By Richard Abowitz
A book on Vegas that is not a tourist guide is still a novelty. While many cities boast a great literary tradition, Vegas is still best known from the decades-old tourist experience of one Hunter S. Thompson. That book set the standard for the way Vegas has been used as symbol. There is a straight line between Thompson’s chronicles of copious drug use to President Obama’s injunction against blowing your college tuition in Vegas. The real Las Vegas is not an issue to either man, only the symbol. And symbols are the stuff of fiction.
Perhaps uniquely in the world, fiction, poetry and drama risk being one disguise too many in a city that already possesses a fairy tale castle. Thompson was cagey about what was fact and what was fiction. Smart move.
For now the great Vegas novel has neither been written nor seriously attempted. So far, the most significant books on Vegas have been overwhelmingly those that try to sort the myth from the reality. Here are the ones you should know about.
Positively Fifth Street: Murderers, Cheetahs and Binion’s World Series of Poker by James McManus (Farrar, Straus and Giroux, 2003).
A fiction writer, poet and award-winning sports journalist, McManus chose to take on Las Vegas as himself. There to cover the World Series of Poker, McManus even throws that shield away by entering the tournament. This book helped ignite the poker craze, and McManus mastered the art of turning hands into narrative. The writing about the Ted Binion murder trial not only seems extraneous but shows its age. But in the poker parts, McManus captures the excitement of Vegas, the spark that ignites into a city of neon.
In Black and White: The life of Sammy Davis Jr. by Wil Haygood. (Knopf, 2003)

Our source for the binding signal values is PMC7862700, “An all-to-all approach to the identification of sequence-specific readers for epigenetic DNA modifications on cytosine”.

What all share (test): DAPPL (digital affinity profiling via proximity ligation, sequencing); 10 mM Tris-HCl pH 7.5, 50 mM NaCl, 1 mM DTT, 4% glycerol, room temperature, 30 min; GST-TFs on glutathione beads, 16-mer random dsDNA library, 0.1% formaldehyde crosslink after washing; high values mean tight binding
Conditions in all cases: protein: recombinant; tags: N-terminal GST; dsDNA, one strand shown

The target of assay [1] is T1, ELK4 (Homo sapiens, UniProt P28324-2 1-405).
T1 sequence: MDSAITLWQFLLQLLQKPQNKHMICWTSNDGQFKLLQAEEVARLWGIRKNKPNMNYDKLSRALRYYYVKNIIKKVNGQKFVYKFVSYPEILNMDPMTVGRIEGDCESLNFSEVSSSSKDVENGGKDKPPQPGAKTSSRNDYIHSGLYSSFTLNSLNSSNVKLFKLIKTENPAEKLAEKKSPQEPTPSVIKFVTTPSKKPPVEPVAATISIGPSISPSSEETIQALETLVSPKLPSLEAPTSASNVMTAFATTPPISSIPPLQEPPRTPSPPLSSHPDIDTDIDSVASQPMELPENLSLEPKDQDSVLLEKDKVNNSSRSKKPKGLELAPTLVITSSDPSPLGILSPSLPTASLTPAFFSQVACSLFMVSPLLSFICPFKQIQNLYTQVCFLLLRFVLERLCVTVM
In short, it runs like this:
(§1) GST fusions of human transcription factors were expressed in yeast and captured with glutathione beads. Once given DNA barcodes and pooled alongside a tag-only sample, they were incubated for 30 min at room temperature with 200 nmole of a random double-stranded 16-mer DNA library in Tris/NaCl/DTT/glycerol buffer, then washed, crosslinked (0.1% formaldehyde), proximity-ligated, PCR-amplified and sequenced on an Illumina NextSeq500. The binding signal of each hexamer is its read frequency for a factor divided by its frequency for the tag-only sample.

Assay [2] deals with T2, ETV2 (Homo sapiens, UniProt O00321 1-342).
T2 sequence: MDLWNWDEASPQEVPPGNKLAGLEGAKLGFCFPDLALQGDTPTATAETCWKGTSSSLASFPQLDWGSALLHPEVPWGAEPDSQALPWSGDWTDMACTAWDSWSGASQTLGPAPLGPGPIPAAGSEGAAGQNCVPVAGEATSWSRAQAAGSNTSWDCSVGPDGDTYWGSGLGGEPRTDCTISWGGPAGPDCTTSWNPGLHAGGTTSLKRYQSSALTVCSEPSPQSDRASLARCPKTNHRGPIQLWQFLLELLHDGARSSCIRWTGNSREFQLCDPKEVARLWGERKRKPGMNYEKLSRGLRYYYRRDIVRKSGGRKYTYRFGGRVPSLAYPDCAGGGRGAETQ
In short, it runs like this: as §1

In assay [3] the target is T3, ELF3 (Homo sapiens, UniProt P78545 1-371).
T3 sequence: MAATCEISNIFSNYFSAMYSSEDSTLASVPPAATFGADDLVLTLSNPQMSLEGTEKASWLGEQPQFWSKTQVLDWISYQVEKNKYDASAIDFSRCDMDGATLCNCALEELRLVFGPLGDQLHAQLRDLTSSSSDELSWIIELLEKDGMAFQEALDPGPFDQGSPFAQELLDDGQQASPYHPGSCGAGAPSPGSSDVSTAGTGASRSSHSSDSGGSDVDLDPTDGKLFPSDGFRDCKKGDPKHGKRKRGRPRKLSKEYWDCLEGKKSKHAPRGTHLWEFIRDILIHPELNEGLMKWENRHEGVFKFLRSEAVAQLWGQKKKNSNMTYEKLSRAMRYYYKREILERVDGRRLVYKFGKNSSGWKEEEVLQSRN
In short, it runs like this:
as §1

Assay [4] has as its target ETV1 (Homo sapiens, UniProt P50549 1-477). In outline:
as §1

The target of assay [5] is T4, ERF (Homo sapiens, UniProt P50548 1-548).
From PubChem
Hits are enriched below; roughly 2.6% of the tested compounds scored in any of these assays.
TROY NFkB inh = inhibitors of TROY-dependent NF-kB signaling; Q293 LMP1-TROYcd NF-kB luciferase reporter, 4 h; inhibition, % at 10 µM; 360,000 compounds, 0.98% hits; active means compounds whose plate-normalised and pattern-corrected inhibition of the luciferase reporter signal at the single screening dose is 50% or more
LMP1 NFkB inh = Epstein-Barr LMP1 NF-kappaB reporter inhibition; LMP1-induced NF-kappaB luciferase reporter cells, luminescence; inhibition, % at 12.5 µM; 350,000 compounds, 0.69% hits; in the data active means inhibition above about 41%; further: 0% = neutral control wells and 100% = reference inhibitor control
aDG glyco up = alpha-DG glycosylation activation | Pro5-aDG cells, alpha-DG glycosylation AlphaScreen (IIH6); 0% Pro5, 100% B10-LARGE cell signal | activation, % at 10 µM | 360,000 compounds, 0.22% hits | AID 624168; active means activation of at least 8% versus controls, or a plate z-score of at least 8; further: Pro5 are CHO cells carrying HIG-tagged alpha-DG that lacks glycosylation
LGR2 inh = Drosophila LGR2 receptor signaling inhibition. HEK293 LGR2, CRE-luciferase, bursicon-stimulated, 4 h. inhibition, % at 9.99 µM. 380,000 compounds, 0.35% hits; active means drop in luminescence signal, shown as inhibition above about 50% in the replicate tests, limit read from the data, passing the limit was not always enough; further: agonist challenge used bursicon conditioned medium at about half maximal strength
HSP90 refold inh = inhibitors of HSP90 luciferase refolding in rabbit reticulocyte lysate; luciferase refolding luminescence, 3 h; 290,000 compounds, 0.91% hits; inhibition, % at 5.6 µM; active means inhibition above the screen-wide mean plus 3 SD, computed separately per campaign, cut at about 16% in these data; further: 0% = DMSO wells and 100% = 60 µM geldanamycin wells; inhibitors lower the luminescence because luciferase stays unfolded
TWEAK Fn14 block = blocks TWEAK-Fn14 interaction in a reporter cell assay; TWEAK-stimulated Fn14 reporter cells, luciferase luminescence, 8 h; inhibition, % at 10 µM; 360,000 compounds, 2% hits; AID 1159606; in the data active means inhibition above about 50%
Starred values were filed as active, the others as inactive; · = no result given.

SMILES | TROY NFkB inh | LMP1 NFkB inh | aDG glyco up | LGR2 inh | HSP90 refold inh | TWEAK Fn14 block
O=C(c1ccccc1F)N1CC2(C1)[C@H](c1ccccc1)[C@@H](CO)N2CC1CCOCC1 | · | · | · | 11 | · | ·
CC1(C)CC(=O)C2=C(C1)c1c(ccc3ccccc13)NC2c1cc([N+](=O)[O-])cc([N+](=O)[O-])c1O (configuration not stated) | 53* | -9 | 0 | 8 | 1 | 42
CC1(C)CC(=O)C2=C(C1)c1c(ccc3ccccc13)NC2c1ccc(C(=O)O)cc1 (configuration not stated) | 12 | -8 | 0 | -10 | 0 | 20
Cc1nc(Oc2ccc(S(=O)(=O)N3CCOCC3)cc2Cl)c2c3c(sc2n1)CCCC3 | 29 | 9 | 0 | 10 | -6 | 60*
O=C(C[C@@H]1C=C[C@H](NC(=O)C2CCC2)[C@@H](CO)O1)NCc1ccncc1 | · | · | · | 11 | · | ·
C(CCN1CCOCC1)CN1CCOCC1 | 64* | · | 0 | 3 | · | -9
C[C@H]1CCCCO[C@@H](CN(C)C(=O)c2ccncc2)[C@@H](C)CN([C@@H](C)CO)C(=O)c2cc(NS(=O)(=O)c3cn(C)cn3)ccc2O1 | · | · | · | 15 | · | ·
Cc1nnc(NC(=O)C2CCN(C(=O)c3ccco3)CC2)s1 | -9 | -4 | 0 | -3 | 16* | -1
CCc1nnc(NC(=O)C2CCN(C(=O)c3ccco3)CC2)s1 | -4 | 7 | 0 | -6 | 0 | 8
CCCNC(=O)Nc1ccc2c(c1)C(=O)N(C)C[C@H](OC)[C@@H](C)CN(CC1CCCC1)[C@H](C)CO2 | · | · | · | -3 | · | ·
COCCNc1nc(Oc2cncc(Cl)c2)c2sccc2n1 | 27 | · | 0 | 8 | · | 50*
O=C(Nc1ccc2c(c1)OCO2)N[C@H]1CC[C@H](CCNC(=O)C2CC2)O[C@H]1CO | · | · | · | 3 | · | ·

Besides being a member of the Rat Pack, Davis helped define Vegas entertainment. His rise parallels the growth of Vegas as he outgrows his father Will Masten’s vaudeville era and enters into our current one of pop-culture celebrity. His story also helps illuminate attempts to integrate the Strip and offers insight into the underexplored black experience in Vegas.
Beautiful Children by Charles Bock (Random House, 2008)
This debut novel got about as much attention as any fiction ever published about Las Vegas. Yet, to call this a Vegas novel is a bit misleading. This gawky, earnest, overlong book is a domestic novel centered on a missing child merely set in Vegas. As one of the few Vegas natives to write a book on his hometown, Bock takes his setting for granted. The fact that no one seemed to notice that Sin City hardly ranks minor character-status speaks to the void where serious efforts at Vegas fiction should be.
Neon Metropolis: How Las Vegas Started the Twenty-First Century by Hal Rothman (Routledge, 2002)
Probably the single most serious sustained thought put into the subject of what makes Las Vegas special. Rothman traces the city’ spectacular growth, arguing that the combination of a service economy with a desire for lived experience make this a model city. Rothman also looks at the issues caused by being a community of migrants when he switches to the first person to recount his efforts to found a synagogue. The one-word topic missing from Rothman’s masterful book is the possibility of Future World misfiring into recession. Rothman’s premature passing deprives us of the chance to glean his insight into our current moment.
In Nevada by David Thomson (Knopf, 1999)
A San Francisco film critic, Thomson was an unlikely choice for a book on driving through Nevada. Nonetheless, Thomson’s book is one of the few efforts to see Las Vegas as part of Nevada’s own special qualities instead of an aberration in an otherwise typical Western state. Much of the book finds Thomson ruminating while passing through Nevada emptiness, but all of this leads to many of the climactic final chapters set in Vegas. The recently published About a Mountain by John D’Agata employs a similar approach, using the Yucca Mountain debacle to examine the unreality of Vegas.
Casino-Ology by Bill Zender (Huntington Press, 2008)
How many hands should a good dealer play in an hour? How do you analyze a customer’s play? How do you turn around a distressed casino? Bill Zender examines these questions in this remarkable book that sees Vegas through the eyes of the house. Dry writing perhaps, but an essential glimpse behind the cash cage at the heart of the Strip.